April 12, 2017


The American Institute of Architecture Students (AIAS) is celebrating the 60th anniversary of student excellence in leadership, service, and design. In honor of our 60th year, the AIAS is excited to share 60th: Legacy, an ongoing weekly celebration of and thanks to our alumni sponsored by Professional Publications, Inc (PPI). PPI is a publisher of professional licensing exam materials since 1975 and wants to recognize those who have helped the AIAS achieve 60 years of success.


Shannon Christensen, AIA, NCARB, LEED AP BD+C


CTA Architects Engineers


Associate Principal


Twitter | LinkedIn | Website


Shannon joined CTA’s Billings, Montana office after receiving her Master of Architecture degree from Montana State University. She became a licensed architect in 2010 and quickly grew into a senior leadership role at CTA, a more than 400 person, multi-disciplinary firm. As an Associate Principal, Shannon manages the 40-person Billings architectural team and is a leader of CTA’s project management initiative in developing new resources for PMs, implementing standards, coordinating training, and looking to improve project management processes. She is an active volunteer professionally and in her community. Shannon has served as Associate Director for AIA Montana and the Young Architect Regional Director for the AIA Northwest and Pacific Region. She has been the Architect Licensing Advisor for AIA Montana since 2009 and currently serves as the component’s State Government Network Representative. She has also served on NCARB’s Internship Advisory Committee and Education Committee. When she’s not at the office or volunteering professionally, Shannon can likely be found engaged with one of the many groups she volunteers with locally. In 2015, Shannon was honored by the Billings Gazette as one of “40 Under Forty” top young professionals and was recognized by NCARB as one of the “13 Must Follow Twitter Accounts for Aspiring Architects.” Most recently, Shannon was named a recipient of the AIA’s 2017 Young Architects Award.

ARE Prep Tip: What is one piece of advice that you would give to those starting to test?

Make a plan and stick to it! How often are you going to take an exam? When and how are you going to study? What support do you need from family, friends, or your supervisor? These are all good questions to ask yourself. Get through the first exam and then adjust your plan as necessary. The key is to not get derailed and to keep going!

PPI - Banner (revised)


How did your experience with AIAS help you to achieve your goals?

AIAS gave me my first taste of being involved in the profession beyond school and the benefits of a professional network. This carried over to my professional career where I joined AIA upon graduating from Montana State University. I have always had a bias for action and getting involved, which led to leadership positions within the Billings Architectural Association, AIA Montana, and the AIA Northwest and Pacific Region. These experiences enhanced my leadership skills and were valued by leaders in my firm, CTA Architects Engineers, who in turn gave me more responsibilities and leadership opportunities at work.

What and/or who shaped you into who you are and what you do today?

The great team members we have at CTA, wonderful clients, exceptional mentors, and my husband, Chet.

How can someone best change the world?

Have a bias for action and get involved. Sitting on the sideline isn’t going to change anything.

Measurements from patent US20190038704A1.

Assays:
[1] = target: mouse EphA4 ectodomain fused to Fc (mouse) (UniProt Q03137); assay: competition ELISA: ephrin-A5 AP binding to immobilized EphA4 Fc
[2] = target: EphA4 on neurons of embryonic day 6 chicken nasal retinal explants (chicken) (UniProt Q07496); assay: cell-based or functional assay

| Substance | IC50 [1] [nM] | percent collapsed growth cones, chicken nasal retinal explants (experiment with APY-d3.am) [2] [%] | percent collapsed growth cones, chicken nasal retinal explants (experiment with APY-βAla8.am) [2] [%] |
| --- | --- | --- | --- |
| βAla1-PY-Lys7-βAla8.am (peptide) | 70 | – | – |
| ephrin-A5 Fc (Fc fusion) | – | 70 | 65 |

What is one tip you would give yourself in your 20s?

Keep setting goals – short-term, long-term, professional, and personal – and keep driving toward them.

How have you overcome unforeseen challenges through your career?

Seeking advice from my mentors has greatly helped when I have run into challenges. Whether it is a roadblock on a project or how to handle a certain situation, being able to gain perspective from others with more experience and advice on the best approach has always been a good first step. I’d also say that CTA’s value of doing business by the golden rule has also helped me overcome challenges by thinking about it from the other side and approaching others how I would like to be treated.

How do you define work-life balance and how is it achievable?

I like to think of it as work-life harmony. Sometimes work is going to take more and at other times your personal life will. They will never be in complete balance, but you have to find a way to make them work together during the different ebbs and flows. And when you completely enjoy your career, it doesn’t seem like work and is truly a part of your life.

What is a decision or action you made in school that influenced your trajectory?

Before I graduated from Montana State University, I was discussing my future with a professor and I mentioned I was considering going back to school to teach within an architecture program. He replied that while I would make an excellent professor, the profession needed more people like me practicing. Upon graduation, my classmates moved to big cities including Seattle, Portland, Denver, and New York. Being a lifelong Montanan, I had no desire to leave. My goal was to impact the practice of architecture, raise awareness of the profession, and increase the quality of design for all Montanans to experience. Through architecture I am able to give back to my community in an impactful way. I set out purposefully joining the largest firm in Montana, knowing one day I wanted to lead that firm. Fast forward 10 years, my long-term goals have not changed, and I now participate in Board of Directors meetings and the strategic direction at CTA with my 21 partners.

If you, or another AIAS alumni you know, deserves recognition for their contribution to the profession and society at large, please use the link below to nominate them for this honor. 

Nominate Here